“I’ll dial in when I get home from work.”
My first encounter with a modem was an old acoustic coupler my Dad would bring home in the early 80s as part of a briefcase-sized, wood-enclosed apparatus containing the modem and a terminal.
Cutting edge; while I got a modem of my own in the early 90s, I didn’t really ever dial into a workplace (although I supported journos who did); I leapt straight to VPNs over cable modems instead. But I still talk about dialing in, but there’s an ever-decreasing number of people who have any experience of it; soon, like trying to explain using acoustic tapes to save and load programs on my first computer, people will most likely think I’m trying to pull their leg.
“Time to wind up your window, honey.”
The first car I owned had winder-operated windows; my daughter sat in it to have a play before it was taken away to a scrap merchant after a shithead council worker dropped a tree on the rear window and c-pillar; it was a car I loved dearly (and, it must be said, irrationally, since there’s nothing inherintly special about a mid-80s Corolla).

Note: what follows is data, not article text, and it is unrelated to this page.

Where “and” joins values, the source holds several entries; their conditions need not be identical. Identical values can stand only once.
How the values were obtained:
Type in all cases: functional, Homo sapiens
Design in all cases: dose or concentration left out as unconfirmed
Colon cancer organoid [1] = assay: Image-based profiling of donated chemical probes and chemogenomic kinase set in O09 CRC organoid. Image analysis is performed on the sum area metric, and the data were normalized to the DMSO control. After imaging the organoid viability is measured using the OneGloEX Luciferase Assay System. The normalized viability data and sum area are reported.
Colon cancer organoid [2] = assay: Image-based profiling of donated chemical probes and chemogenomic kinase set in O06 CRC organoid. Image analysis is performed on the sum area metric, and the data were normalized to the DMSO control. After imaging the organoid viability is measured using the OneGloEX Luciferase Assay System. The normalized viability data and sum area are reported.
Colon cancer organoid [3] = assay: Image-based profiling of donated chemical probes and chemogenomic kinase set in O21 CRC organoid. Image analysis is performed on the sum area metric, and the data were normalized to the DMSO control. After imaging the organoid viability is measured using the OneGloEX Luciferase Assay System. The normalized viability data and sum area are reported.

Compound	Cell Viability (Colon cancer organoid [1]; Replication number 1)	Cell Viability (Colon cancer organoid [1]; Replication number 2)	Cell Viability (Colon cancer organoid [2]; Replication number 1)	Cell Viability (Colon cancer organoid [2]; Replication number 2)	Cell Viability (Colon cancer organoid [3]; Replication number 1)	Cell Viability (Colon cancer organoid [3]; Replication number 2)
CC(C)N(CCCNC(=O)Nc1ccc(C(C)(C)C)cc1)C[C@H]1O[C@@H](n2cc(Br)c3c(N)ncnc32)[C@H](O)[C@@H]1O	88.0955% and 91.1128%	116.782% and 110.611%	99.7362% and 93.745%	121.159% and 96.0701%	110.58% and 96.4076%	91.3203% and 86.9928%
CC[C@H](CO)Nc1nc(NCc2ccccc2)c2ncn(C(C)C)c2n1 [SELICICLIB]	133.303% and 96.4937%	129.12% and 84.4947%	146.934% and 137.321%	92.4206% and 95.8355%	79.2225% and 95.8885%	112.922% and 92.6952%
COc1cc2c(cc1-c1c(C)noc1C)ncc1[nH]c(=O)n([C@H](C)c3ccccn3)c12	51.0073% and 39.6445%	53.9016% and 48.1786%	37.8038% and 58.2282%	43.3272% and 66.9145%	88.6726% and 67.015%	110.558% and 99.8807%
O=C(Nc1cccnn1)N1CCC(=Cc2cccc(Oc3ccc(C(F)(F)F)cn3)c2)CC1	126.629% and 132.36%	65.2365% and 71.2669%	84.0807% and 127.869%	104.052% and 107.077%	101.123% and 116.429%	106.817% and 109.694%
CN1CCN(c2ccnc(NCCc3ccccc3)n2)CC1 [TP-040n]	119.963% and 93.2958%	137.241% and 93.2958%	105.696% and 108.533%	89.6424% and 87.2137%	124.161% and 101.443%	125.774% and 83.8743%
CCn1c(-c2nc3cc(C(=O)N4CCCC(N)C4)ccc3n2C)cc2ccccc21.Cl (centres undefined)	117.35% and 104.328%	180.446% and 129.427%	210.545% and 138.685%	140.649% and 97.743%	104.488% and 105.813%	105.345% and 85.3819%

That play will most likely be her only experience with manually-cranked windows, one of us starts buying vintage cars or veers into the world of ultra-light specialised sports/road hybrids like the Porsche 911RS3. Winding the window is, I guess, technically what happens, but the winding is at the behest of the button.